When he was drafted by the Seattle Mariners in the seventh round of the 2007 Draft, pitcher Nick Hill began living his double life.
Two years later, after graduating from West Point, 1st Lt. Nick Hill still juggles two very different lives: one as a professional baseball player for the Southern League's West Tenn Diamond Jaxx and the other as a member of the United States Military.
Hill participates in the Army's "alternative service options" program, which allows soldiers to compete in professional sports in lieu of active duty service on the strong recommendation that they provide a positive image, helping in recruiting and public affairs efforts.
While he constantly walks a tightrope between the two parts of his life, ultimately his commitment to the Army takes precedence -- both legally and personally. That's why when the Army, faced with the continuing pressures of a war in Iraq, called him back from baseball at the end of the 2008 season, he was surprised but not shocked.
"I understood when I went to school there," Hill said. "This is what I committed to. Playing baseball has been icing on the cake. I went there to serve the country and help out, but I've been fortunate to have this opportunity."
But Hill had even more good fortune on the way. With the pressures of the war in Iraq, the policy which allowed athletes to begin playing professionally immediately and forgo any active duty time was reformed. Now service members were required to spend two years on active duty before trading in their remaining time for six years of reserve service and their athletic pursuits.
So, Hill was sent back to West Point where he worked in the athletic department, stuffing recruiting brochures by morning and staying fit with his collegiate club in the afternoons. Lucky for Hill, the Army decided his two years of Minor League service counted as time served. By June, Hill was allowed to take the mound again for West Tenn.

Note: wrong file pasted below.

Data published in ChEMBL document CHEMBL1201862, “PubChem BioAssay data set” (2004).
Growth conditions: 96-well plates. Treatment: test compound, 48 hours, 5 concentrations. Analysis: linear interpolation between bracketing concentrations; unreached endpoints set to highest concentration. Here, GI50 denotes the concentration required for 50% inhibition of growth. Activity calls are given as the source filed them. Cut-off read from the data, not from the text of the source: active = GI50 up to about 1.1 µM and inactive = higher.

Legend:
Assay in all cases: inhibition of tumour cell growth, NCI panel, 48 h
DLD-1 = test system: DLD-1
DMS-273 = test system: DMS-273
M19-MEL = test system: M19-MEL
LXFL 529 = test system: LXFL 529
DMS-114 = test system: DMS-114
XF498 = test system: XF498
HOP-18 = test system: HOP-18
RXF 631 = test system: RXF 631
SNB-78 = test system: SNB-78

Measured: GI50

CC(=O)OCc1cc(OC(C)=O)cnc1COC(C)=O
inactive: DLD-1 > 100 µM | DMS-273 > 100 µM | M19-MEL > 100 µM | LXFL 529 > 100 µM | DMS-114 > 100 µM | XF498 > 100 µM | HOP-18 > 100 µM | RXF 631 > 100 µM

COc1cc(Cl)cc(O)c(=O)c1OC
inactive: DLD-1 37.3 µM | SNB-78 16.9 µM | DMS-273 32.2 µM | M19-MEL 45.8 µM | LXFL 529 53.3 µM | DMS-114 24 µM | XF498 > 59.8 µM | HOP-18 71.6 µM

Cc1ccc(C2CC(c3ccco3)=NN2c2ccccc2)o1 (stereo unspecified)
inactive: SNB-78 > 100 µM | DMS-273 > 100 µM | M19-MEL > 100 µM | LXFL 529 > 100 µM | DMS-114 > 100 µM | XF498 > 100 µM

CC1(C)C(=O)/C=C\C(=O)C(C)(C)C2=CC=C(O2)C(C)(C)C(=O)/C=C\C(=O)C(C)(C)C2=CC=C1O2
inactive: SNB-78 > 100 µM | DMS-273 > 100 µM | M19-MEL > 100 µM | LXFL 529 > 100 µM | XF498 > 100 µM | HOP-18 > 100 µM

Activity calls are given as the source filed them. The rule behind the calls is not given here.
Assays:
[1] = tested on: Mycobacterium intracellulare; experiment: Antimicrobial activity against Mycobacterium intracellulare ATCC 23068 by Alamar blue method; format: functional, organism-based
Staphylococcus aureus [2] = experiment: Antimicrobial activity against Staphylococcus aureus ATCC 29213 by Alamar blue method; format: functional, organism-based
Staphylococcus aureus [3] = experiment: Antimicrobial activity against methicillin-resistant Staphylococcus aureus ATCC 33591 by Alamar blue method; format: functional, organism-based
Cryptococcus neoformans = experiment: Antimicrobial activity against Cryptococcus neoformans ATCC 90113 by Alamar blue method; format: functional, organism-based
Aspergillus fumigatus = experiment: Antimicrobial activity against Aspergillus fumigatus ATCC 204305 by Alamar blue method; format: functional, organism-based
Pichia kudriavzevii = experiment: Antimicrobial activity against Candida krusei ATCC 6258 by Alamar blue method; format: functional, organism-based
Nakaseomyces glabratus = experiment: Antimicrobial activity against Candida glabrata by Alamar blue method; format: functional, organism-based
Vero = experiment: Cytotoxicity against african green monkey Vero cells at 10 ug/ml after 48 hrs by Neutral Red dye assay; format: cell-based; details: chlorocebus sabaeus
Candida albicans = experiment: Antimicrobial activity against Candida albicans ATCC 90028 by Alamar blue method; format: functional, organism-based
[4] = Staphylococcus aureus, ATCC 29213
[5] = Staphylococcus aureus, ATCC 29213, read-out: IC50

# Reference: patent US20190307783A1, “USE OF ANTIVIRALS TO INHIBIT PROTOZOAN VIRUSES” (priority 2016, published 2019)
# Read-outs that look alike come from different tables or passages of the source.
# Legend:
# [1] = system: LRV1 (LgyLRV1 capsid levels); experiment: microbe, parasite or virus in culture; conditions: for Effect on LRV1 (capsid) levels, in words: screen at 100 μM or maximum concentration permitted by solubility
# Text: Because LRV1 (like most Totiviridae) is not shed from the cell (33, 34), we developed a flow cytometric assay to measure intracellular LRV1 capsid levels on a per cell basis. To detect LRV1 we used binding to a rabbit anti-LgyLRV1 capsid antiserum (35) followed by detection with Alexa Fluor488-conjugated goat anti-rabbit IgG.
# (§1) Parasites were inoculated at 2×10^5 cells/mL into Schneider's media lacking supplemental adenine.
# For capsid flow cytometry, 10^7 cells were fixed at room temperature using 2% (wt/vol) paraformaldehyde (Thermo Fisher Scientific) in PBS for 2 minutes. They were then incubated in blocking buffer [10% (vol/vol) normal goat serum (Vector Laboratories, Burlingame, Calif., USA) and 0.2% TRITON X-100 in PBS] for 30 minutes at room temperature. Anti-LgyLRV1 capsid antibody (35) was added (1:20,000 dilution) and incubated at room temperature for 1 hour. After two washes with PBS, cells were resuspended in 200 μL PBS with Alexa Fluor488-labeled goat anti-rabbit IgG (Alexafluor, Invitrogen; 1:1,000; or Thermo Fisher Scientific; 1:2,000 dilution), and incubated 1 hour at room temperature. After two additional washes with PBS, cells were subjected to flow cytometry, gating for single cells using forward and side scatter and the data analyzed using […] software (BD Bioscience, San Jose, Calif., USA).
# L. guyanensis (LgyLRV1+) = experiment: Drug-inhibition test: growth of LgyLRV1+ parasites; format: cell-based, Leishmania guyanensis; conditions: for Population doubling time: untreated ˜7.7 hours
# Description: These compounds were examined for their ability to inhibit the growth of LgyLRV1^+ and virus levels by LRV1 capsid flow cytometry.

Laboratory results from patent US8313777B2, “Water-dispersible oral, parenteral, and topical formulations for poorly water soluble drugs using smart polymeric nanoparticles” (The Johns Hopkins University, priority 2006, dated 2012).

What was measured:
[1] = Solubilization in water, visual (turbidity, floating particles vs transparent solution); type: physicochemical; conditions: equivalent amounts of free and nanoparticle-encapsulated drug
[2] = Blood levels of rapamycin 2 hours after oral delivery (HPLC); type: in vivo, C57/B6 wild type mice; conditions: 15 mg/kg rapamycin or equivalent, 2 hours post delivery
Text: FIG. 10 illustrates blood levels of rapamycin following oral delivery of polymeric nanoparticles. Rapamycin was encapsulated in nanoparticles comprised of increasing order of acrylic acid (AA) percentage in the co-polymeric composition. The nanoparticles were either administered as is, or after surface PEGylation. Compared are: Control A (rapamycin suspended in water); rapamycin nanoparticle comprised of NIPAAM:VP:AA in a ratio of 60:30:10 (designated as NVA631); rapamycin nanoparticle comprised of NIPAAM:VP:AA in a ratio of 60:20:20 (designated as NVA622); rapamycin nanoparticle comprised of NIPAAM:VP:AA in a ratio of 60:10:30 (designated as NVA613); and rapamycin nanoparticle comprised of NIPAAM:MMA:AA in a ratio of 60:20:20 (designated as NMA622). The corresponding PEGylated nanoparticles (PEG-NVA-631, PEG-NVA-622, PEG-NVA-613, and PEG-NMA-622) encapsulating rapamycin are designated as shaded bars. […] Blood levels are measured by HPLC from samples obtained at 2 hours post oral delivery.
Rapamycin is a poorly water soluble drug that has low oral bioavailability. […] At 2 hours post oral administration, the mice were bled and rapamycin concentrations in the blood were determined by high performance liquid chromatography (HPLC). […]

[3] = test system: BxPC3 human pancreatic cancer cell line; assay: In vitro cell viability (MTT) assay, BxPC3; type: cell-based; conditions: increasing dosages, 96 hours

Despite missing Spring Training, the left-hander is not much worse for the wear after a stint in extended spring training. Now in his third season in the Mariners organization, Hill is 3-3 with a 2.58 ERA and is trying to break into the rotation. Hill made his first start of the year for the Diamond Jaxx on July 19 and impressed by tossing six shutout innings and earning a win. While he admits it's been a tough year from a developmental standpoint, Hill is happy to be back.
"It was good being back with the team and the routine and everything and getting a feel for the game," he said. "It's been up and down. I've just been trying to help the team out when I can and just get back in the flow of things."
The Mariners have proven more than willing to wait for their southpaw with an above-average fastball to get back in the groove. And having his organization's support has made all the difference to Hill, who can't imagine undertaking his dual responsibilities without the club's flexibility.
"They knew from day one my situation, and they have always said that [my service] is priority," he said. "I know this is a business, and when I come back I have to perform. It's just a huge help that I don't have to worry about the situation."
As complicated as his own predicament can be at times, Hill won't let himself forget about the situation that many of his West Point classmates are in on the front lines in Iraq.
"It's something that I still think about everyday," said Hill. "Those guys are so close to me. I always wonder if I made the right decision. Really, them being as supportive as they are constantly reinforces that I am doing the right thing."
Support, from all angles of his life, consistently reminds Hill that he has a rare opportunity to pursue baseball as a career.
"Some people have said that it almost gives them something to look forward to, reading about how I'm doing online," he said. "My success is their success as well. It's pretty neat in a way. I really feel like I am doing the right thing and I am having an impact."
Hills said he can already see the positive impact of his connection with the Army in his baseball life.
"I think in the clubhouse, its almost instant respect, which obviously you have to keep earning. But it is respect for all the women and men who are over there serving and knowing what they do and how I am connected to them," he said. "I think [the arrangement with the Army is] working great, and hopefully it will continue. Maybe other people down the road will get a similar opportunity."
Hill's opportunity is subject to end at any point for a variety of reasons, including changing needs overseas. That sobering thought is always in the back of his mind.
"I believe it's unlikely, but it's always a possibility," he said. "I knew that. That's always been priority number one. That's why I went to school there: to be an officer in the Army. Just having an opportunity to play is extra. I can't thank the people enough who have worked for me to have the ability to play. I hope I can make it worthwhile."